Education

Foreign Exchange

September 27, 2000 1 min read
  • Save to favorites
  • Print

American educators may look at students with mobile phones glued to their ears as a nuisance.

But British educators apparently take a different view. In fact, they are lobbying to give high school seniors such phones linked to the Internet—for free.

The University and Colleges Admissions Service, which coordinates the admissions process for all 336 colleges and universities in the United Kingdom, is negotiating with telephone companies to provide mobile phones for “6th formers"—the British equivalent of 12th graders—so they can track their postsecondary applications online.

The idea is not as farfetched as it seems, says Ted Wragg, an education professor at the University of Exeter.

Using the admissions service’s central application system, an estimated 300,000 British students annually apply to colleges and universities between October and December of the last year of secondary school. But the acceptance offers they get are contingent on the results of exams taken in June.

The trouble is that those exam grades are not posted until August. If students make their grade targets, they know they can attend their first-choice schools in September or October. If not, they go into a system called “clearing,’' in which they have to scramble for a place in the institutions with vacancies.

“All this happens in just one or two weeks,” Mr. Wragg said.

With the mobile phones, students can punch in a personal-identification number to track applications online any time of day and avoid jammed phone lines.

“It’s less expensive for us and less expensive for students,” said Ross Hayman, a spokesman for the admissions service. The benefit to phone suppliers is a chance to secure customer loyalty early on.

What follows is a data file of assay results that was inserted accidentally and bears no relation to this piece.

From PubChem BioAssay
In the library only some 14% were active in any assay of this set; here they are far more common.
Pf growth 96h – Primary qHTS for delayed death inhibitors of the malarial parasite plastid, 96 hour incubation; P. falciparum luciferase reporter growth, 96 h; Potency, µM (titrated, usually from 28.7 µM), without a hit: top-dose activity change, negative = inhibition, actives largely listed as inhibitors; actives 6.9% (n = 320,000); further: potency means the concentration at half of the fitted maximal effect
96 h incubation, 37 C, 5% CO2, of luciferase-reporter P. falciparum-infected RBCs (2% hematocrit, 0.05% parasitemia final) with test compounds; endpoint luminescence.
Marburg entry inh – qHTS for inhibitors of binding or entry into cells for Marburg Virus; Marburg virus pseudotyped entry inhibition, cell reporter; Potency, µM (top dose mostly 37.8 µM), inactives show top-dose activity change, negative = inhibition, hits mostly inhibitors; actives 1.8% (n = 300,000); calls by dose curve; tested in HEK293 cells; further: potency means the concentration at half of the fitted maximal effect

But one pool of applicants would be left out: The phones wouldn’t go to the 50,000 students from the United States and other foreign nations who apply to schools in Britain each year.

—Debra Viadero

Events

Classroom Technology Webinar Building Better Blended Learning in K-12 Schools
The pandemic and the increasing use of technology in K-12 education it prompted has added renewed energy to the blended learning movement as most students are now learning in school buildings (and will likely continue

EdWeek Top School Jobs

Teacher Jobs
Search over ten thousand teaching jobs nationwide — elementary, middle, high school and more.
View Jobs
Principal Jobs
Find hundreds of jobs for principals, assistant principals, and other school leadership roles.
View Jobs
Administrator Jobs
Over a thousand district-level jobs: superintendents, directors, more.
View Jobs
Support Staff Jobs
Search thousands of jobs, from paraprofessionals to counselors and more.
View Jobs

Read Next

Education Briefly Stated: November 17, 2021
Here's a look at some recent Education Week articles you may have missed.
8 min read
Education Nearly a Million Kids Vaccinated in Week 1, White House Says
Experts say there are signs that it will be difficult to sustain the initial momentum.
4 min read
Leo Hahn, 11, gets the first shot of the Pfizer COVID-19 vaccine, Tuesday, Nov. 9, 2021, at the University of Washington Medical Center in Seattle. Last week, U.S. health officials gave the final signoff to Pfizer's kid-size COVID-19 shot, a milestone that opened a major expansion of the nation's vaccination campaign to children as young as 5. (AP Photo/Ted S. Warren)
Education How Schools Are Getting Kids the COVID Shot, and Why Some Aren’t
Some district leaders say offering vaccine clinics, with the involvement of trusted school staff, is key to helping overcome hesitancy.
5 min read
A girl walks outside of a mobile vaccine unit after getting the first dose of her COVID-19 vaccine, outside P.S. 277, Friday, Nov. 5, 2021, in the Bronx borough of New York. (AP Photo/Eduardo Munoz Alvarez)
Education Biden Administration Urges Schools to Provide COVID-19 Shots, Information for Kids
The Biden administration is encouraging local school districts to host vaccine clinics for kids and information on benefits of the shots.
2 min read
President Joe Biden, and first lady Jill Biden walk to board Marine One on the South Lawn of the White House in Washington, Saturday, Nov. 6, 2021. Biden is spending the weekend at his home in Rehoboth Beach, Del. (AP Photo/Alex Brandon)